“We decided it was important to work through the market place and not set ourselves up in competition. If we use partners in the market, we can maximise our reach and gain leverage from their knowledge. The partners can identify small businesses who might need anything between £5,000 and £5m to set up or grow.

“You can have businesses that start up with just one person and 18 months later they employ more than 10 people. It’s important to support companies with innovative ideas that can be commercialised and begin to grow. We work through the banks as well to offer more lending than would otherwise have been there.”

An economist by training, Mr Morgan has an annual base salary of £299,000. He joined UKFI because he wanted to do something “with more of a social purpose” following the financial crisis. He had to help mop up part of the mess left by the chaotic events of 2007 and 2008.

For three years, he worked to return Northern Rock to the private sector and to create UK Asset Resolution, based in Bingley, West Yorkshire, which manages the remaining mortgages still funded by the Government.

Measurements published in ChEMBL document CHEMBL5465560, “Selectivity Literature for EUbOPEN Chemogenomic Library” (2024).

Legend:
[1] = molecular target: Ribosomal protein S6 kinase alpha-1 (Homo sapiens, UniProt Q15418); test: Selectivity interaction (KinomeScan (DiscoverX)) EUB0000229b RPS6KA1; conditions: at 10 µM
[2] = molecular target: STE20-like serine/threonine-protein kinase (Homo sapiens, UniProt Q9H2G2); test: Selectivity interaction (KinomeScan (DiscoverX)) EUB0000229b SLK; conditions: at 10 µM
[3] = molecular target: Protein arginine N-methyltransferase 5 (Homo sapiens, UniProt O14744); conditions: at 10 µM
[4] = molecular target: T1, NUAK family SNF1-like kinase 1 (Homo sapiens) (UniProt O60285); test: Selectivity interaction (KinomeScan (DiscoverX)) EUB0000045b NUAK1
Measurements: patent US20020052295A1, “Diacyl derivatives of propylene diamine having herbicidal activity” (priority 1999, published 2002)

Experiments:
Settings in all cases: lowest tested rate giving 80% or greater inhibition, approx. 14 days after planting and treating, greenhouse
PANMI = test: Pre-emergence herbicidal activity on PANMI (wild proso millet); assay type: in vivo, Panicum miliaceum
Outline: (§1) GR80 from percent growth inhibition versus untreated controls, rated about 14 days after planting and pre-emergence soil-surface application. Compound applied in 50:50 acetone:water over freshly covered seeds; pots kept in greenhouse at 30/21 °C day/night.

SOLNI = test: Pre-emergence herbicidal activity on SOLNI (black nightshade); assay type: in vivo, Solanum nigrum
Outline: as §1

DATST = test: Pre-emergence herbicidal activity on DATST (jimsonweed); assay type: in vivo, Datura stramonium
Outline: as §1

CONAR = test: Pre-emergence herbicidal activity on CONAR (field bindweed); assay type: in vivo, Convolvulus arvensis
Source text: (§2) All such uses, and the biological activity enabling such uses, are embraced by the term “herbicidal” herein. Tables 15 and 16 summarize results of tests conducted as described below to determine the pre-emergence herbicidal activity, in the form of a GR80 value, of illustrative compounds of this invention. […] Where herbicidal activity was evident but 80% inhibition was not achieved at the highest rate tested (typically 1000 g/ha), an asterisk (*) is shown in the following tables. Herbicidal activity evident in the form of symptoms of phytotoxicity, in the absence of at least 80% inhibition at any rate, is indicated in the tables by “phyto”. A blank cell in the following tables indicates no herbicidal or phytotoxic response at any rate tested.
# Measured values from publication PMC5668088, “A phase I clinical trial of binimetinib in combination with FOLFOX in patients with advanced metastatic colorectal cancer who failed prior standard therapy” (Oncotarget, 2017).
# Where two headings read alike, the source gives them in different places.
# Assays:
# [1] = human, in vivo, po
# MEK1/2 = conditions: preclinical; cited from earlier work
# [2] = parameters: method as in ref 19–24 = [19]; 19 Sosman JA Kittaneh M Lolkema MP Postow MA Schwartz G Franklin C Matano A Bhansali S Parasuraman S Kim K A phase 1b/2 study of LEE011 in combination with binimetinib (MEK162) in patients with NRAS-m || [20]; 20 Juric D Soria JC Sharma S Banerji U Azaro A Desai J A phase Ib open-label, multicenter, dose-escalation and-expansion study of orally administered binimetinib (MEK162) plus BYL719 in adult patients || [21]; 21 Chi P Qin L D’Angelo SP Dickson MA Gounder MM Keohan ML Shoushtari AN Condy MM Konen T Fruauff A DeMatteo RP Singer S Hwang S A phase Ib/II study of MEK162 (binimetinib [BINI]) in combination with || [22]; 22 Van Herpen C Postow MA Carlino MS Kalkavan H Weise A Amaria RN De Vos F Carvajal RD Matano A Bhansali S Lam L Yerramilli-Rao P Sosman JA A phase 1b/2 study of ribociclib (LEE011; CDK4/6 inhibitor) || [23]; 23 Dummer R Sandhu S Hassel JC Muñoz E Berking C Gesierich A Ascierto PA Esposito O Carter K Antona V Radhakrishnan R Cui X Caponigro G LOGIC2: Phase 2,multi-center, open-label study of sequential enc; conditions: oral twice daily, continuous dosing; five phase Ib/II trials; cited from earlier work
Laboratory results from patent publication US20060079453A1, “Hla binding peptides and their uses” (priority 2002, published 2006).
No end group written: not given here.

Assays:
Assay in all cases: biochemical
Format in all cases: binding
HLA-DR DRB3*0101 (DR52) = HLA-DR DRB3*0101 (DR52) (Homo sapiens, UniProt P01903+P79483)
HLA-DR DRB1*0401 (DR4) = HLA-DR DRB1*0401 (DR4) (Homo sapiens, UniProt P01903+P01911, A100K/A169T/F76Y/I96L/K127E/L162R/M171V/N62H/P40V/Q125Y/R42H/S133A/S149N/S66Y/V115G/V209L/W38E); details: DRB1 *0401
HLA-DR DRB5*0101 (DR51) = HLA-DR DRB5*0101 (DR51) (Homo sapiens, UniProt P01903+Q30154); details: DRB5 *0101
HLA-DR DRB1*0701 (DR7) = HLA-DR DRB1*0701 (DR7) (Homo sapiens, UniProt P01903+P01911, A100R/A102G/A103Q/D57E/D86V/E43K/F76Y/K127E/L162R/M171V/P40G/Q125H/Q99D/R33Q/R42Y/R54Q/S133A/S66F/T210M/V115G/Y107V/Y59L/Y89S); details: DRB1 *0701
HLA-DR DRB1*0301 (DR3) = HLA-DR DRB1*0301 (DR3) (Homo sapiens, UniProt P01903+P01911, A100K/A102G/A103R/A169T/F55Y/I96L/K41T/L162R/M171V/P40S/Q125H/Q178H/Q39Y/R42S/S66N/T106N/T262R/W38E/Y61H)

“The small business sector is an important engine of growth,’’ he said. “If small businesses succeed, the economy will succeed and the country will prosper. If we want to solve the productivity challenge, we should focus on small business. We created a single business resource as a way of increasing the likelihood that smaller businesses will get the finance that they need.

“We want to be sure that the work we do truly increases choice and diversity.” Mr Morgan acknowledges that financial institutions are always engaged in risk, and some investments will be spectacularly successful and others won’t.

He added: “It’s important to have the commercially minded capability.”

Although it also has a London base, most of the Bank’s board meetings are held in Sheffield, and it is looking to hire more people in South Yorkshire.

“We have created an organisation that’s not staffed with civil servants. It’s very important to us that we’re not seen as a South East or London-based organisation. So much of our work is out in the regions. There are talented people working in Sheffield, and we want to build on that capability and presence.

“We’ve got 110 staff in the company, with half in London and half in Sheffield. We’re actively looking for people at the moment in Sheffield. There’s a very important job to do; to ensure Government’s financial services for smaller businesses are delivered effectively across boundaries to the private sector.”

Title: CEO of British Business Bank

Date of birth: December 2, 1963

Education: Barrow Grammar School, University College Oxford, Harvard Business School

First job: Associate, LEK Consulting

Last book read: Bring up the Bodies, Hilary Mantel

Favourite film: The Italian Job

Car driven: Volvo

Favourite song: With or Without You by U2

What is the thing you are most proud of? My two daughters

Favourite holiday destination: Patmos Island, Greece